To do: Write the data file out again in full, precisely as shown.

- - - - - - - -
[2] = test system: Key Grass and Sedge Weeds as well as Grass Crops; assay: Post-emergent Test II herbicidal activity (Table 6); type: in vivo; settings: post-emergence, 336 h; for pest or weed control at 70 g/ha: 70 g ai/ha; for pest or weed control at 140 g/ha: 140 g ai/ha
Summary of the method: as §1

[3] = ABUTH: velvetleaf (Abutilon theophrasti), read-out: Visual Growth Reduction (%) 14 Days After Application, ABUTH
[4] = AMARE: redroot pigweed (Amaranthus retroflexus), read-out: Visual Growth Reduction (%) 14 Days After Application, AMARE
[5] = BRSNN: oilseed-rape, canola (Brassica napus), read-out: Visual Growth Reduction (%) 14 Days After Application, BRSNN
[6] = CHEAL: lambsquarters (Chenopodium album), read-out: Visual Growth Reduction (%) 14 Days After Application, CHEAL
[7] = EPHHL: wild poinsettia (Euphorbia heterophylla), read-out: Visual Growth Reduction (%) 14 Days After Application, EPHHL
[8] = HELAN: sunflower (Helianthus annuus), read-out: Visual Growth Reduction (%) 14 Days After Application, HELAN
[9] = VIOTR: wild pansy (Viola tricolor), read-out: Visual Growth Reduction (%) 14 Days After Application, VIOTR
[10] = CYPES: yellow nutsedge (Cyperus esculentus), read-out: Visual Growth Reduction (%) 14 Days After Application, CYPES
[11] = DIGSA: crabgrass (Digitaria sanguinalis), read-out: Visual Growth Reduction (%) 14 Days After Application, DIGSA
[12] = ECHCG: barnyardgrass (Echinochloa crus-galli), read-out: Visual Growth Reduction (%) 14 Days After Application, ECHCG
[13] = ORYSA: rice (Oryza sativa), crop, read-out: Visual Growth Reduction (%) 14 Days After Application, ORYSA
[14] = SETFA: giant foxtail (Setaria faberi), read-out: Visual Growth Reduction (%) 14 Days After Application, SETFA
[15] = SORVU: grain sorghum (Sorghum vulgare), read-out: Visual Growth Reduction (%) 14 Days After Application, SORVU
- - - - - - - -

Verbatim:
[2] = test system: Key Grass and Sedge Weeds as well as Grass Crops; assay: Post-emergent Test II herbicidal activity (Table 6); type: in vivo; settings: post-emergence, 336 h; for pest or weed control at 70 g/ha: 70 g ai/ha; for pest or weed control at 140 g/ha: 140 g ai/ha
Summary of the method: as §1

[3] = ABUTH: velvetleaf (Abutilon theophrasti), read-out: Visual Growth Reduction (%) 14 Days After Application, ABUTH
[4] = AMARE: redroot pigweed (Amaranthus retroflexus), read-out: Visual Growth Reduction (%) 14 Days After Application, AMARE
[5] = BRSNN: oilseed-rape, canola (Brassica napus), read-out: Visual Growth Reduction (%) 14 Days After Application, BRSNN
[6] = CHEAL: lambsquarters (Chenopodium album), read-out: Visual Growth Reduction (%) 14 Days After Application, CHEAL
[7] = EPHHL: wild poinsettia (Euphorbia heterophylla), read-out: Visual Growth Reduction (%) 14 Days After Application, EPHHL
[8] = HELAN: sunflower (Helianthus annuus), read-out: Visual Growth Reduction (%) 14 Days After Application, HELAN
[9] = VIOTR: wild pansy (Viola tricolor), read-out: Visual Growth Reduction (%) 14 Days After Application, VIOTR
[10] = CYPES: yellow nutsedge (Cyperus esculentus), read-out: Visual Growth Reduction (%) 14 Days After Application, CYPES
[11] = DIGSA: crabgrass (Digitaria sanguinalis), read-out: Visual Growth Reduction (%) 14 Days After Application, DIGSA
[12] = ECHCG: barnyardgrass (Echinochloa crus-galli), read-out: Visual Growth Reduction (%) 14 Days After Application, ECHCG
[13] = ORYSA: rice (Oryza sativa), crop, read-out: Visual Growth Reduction (%) 14 Days After Application, ORYSA
[14] = SETFA: giant foxtail (Setaria faberi), read-out: Visual Growth Reduction (%) 14 Days After Application, SETFA
[15] = SORVU: grain sorghum (Sorghum vulgare), read-out: Visual Growth Reduction (%) 14 Days After Application, SORVU